Whole Life Magazine

June/July 2013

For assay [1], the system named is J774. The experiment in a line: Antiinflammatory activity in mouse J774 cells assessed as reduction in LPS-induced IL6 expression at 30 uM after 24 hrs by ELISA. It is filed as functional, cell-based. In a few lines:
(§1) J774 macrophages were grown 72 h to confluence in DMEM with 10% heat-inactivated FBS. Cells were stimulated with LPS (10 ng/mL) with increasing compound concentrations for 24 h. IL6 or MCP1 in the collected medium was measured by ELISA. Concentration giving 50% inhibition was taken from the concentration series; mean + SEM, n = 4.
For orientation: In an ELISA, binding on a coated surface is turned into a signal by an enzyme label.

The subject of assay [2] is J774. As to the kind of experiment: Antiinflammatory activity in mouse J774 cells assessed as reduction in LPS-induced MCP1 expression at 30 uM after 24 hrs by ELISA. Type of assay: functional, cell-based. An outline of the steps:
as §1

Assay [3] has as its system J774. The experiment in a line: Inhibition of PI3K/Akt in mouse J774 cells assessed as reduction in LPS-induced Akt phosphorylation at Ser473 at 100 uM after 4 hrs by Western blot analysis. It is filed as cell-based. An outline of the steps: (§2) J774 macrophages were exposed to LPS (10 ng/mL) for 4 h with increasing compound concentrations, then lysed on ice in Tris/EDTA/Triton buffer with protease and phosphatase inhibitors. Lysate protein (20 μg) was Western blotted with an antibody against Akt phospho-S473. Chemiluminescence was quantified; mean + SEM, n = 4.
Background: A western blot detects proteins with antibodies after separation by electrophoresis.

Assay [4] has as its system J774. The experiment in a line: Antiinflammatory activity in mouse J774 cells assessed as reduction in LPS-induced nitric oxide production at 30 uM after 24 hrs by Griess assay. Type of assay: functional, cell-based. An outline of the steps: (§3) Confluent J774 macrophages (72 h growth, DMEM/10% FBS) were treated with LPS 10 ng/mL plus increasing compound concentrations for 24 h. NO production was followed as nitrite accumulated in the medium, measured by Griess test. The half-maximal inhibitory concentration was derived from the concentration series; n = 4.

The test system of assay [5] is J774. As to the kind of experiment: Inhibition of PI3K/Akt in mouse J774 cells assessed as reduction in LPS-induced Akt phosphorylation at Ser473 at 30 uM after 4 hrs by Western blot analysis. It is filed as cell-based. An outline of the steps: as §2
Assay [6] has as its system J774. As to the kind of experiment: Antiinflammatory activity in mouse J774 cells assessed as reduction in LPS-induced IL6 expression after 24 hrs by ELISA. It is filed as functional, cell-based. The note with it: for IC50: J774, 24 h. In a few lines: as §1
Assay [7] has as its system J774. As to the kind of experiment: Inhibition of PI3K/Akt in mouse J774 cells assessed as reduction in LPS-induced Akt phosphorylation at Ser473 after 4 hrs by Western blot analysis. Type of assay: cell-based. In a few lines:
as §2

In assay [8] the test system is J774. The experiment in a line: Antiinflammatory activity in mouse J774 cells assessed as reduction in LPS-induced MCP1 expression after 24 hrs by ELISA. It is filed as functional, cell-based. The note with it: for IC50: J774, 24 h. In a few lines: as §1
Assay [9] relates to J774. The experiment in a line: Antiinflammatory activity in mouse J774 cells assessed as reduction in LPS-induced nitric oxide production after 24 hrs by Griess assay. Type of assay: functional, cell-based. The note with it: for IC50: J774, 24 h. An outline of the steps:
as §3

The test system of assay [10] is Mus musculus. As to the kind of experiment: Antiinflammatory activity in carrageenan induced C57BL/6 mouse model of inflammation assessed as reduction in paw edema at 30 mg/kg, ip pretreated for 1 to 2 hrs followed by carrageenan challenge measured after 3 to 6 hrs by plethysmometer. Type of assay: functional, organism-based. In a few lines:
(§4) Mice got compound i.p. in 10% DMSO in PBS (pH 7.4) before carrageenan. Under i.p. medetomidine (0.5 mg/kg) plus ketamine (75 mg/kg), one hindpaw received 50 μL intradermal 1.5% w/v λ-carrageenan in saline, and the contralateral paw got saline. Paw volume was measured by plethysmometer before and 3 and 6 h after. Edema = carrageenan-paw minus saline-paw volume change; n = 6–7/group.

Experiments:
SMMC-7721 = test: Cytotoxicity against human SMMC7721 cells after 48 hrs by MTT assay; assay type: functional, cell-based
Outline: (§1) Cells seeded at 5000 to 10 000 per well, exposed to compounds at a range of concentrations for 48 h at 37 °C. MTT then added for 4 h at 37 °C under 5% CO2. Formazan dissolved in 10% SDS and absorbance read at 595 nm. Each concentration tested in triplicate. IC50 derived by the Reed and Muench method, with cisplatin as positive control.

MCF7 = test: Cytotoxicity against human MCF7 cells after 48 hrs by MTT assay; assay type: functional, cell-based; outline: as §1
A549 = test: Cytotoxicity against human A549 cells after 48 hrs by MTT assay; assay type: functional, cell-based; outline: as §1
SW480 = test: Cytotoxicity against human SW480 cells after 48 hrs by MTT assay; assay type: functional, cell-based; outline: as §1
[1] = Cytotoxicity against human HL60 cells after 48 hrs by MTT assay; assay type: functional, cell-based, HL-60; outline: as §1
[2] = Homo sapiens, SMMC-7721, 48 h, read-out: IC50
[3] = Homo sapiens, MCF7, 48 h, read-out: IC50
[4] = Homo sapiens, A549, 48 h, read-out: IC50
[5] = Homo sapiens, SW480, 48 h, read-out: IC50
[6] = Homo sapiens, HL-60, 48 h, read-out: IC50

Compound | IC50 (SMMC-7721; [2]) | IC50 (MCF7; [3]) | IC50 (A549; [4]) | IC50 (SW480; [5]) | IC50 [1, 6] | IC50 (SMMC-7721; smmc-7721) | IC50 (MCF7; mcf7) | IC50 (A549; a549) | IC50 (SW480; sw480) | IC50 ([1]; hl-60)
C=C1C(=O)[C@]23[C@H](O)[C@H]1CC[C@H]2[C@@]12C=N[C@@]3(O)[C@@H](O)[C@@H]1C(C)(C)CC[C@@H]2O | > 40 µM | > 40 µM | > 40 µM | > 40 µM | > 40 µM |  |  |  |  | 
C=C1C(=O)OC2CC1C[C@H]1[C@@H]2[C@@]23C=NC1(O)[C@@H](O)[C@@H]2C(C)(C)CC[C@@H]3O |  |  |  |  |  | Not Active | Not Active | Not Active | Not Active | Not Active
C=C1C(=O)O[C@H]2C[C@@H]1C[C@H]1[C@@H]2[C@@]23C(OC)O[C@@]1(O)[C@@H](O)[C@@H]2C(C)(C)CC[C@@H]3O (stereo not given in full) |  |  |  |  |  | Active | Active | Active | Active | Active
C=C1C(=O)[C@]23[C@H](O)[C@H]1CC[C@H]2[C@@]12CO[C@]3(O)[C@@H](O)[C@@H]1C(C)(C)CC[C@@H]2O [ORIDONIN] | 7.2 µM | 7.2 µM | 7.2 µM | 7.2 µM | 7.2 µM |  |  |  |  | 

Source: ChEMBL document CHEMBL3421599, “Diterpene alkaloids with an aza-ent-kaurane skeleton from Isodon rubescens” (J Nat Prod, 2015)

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about retaliatory tortures for Dr. Soumya after her seven nasyam treatments of sesame oil nose drops made my head-splitting sinus pressure utterly disappear. The doctor also took me off prescription Adderall, admonishing that I think too much and should try meditating, and gave me packets of capsules bearing the decidedly un-ayurvedic name Stress.com. Online I looked up the main ingredient, ashwagandha, and learned it is a plant in the tomato family believed to improve memory, reduce depression, stabilize blood sugar, enhance sexual potency and boost the immune system with "the vigor of a stallion"—perhaps the reason its name in Sanskrit means "smell of a horse." After reading this I felt healthier and allowed myself a coffee. Well, two. The next day Dr. Soumya glanced at my wan complexion, then shook her head. "Why seek treatment you don't follow?" Did she have spies on the beach? Yet she was right. My digestive system was now so clean that when I dumped in something harmful, say, a café latte, immediately my finger stiffness returned. My final treatment was sirodhara, rhythmic dripping of oil on the forehead, rumored to cause hallucinations. Later, wading in the Arabian Sea, I saw a man with his tiny daughter discover a mama dog nestled in the cliffs, the little girl laughing as its puppies pulled her dress. I couldn't stop crying but it was tears of joy at the wonder of life. I watched a white heron above the cliffs and believed I was soaring. I could breathe clearly and fold the tips of my fingers to touch my palms for the first time in ages. My brown eyes still hadn't turned blue, but surrounded by beautiful brown eyes, I didn't care. Ayurveda is not about self-denial but self-worth. During our farewell meal, Dr. Soumya prescribed a return to a normal, albeit healthy diet, adding that if I really ached for ice cream, it would be okay once in a blue moon. Otherwise, she explained, the stress from avoidance could release cortisol and toxins. Indeed, at dinner, Dr. Sreejith, ostensibly a vegetarian, ordered chicken. That evening as I walked home, I turned the corner to see the silhouette of a gigantic mound. I gasped—a huge elephant munched foliage mere yards away. Beneath a street light in a narrow alley I watched this peaceful creature. Instead of the gentle chanting of om that I'd anticipated before arriving in India, the night air was throbbing with music at dance-club decibels blasting from nearby temple loud speakers. While previously I might have felt annoyed, now I felt transformed—healed—and celebrated yet another maddening contradiction of this intoxicating land. Photo: Kamala Lopez Photo: Tommy Rosen Dr. Soumya took my pulse and had me stick out my tongue, noting ridges along the edges, evidence of not absorbing nutrients. "Are you often hungry?" she asked. I'm always hungry. "Hunger is a sign of bad health," she chided. When she inquired as to my typical breakfast, I proudly reported it was Greek yogurt with pineapple and berries. Doctor Soumya looked grave as she told me that dairy eaten with fruit causes fermentation and can lead to autoimmune conditions, such as my arthritic fingers. Her diagnosis: digestive disaster. Anyone who knows a bit about ayurveda is aware there are three governing elements, or doshas—vata, pitta and kapha, in greater or lesser proportions depending on your pulse and body type. I was diagnosed as vata—lean, dry skin and hair, cold hands and feet, with classic vata ailments of anxiety and arthritis. The doctor prescribed panchakarma, a therapy of diet and therapeutic massage, for all three of us, and for me, healing modalities—although they seemed more like healing attacks—on both ends: nasal treatments and enemas. But first, she placed me on a strict detox diet: no dairy, coffee, alcohol, meat, sugar, beans, eggs, potatoes or spices, and no yoga, swimming or sun. Aside from black grapes and sweet oranges "for energy," and plain grilled fish, I was to dine solely on dosa (not to be confused with dosha), idly and idappum, all variations of water and rice flour. Murderously boring—especially when surrounded by so many exotic cooking smells—but easy to digest. Each morning diminutive women rubbed me with oil from pots that looked designed to contain genies, and peppered me with questions: How old was I? Married? Why did I wear only one anklet (two are customary), and how many rupees did it cost? Afterward they sent me to a rudimentary bathroom—not that I cared about black ants after having found a hairy spider the size of my hand in our apartment—and gave me a bucket of warm water to rinse myself, a far cry from the de rigueur scrubbing by attendants at upscale resorts. But upscale therapists don't make house calls. Our doctors stopped by regularly with medicated ghee and herbs to treat Kamala's mom's nascent cataract. And when they sought modern technology to rule out skeletal issues in Kamala's back, the doctors themselves drove her to a hospital for an X-ray. The cost? Two hundred rupees, about $4. By week's end I still craved caffeine, but I'd stopped fantasizing june / july 2013 FINAL REDESIGN WLT-5-27-11pm.indd 25 25 5/28/13 11:12 AM

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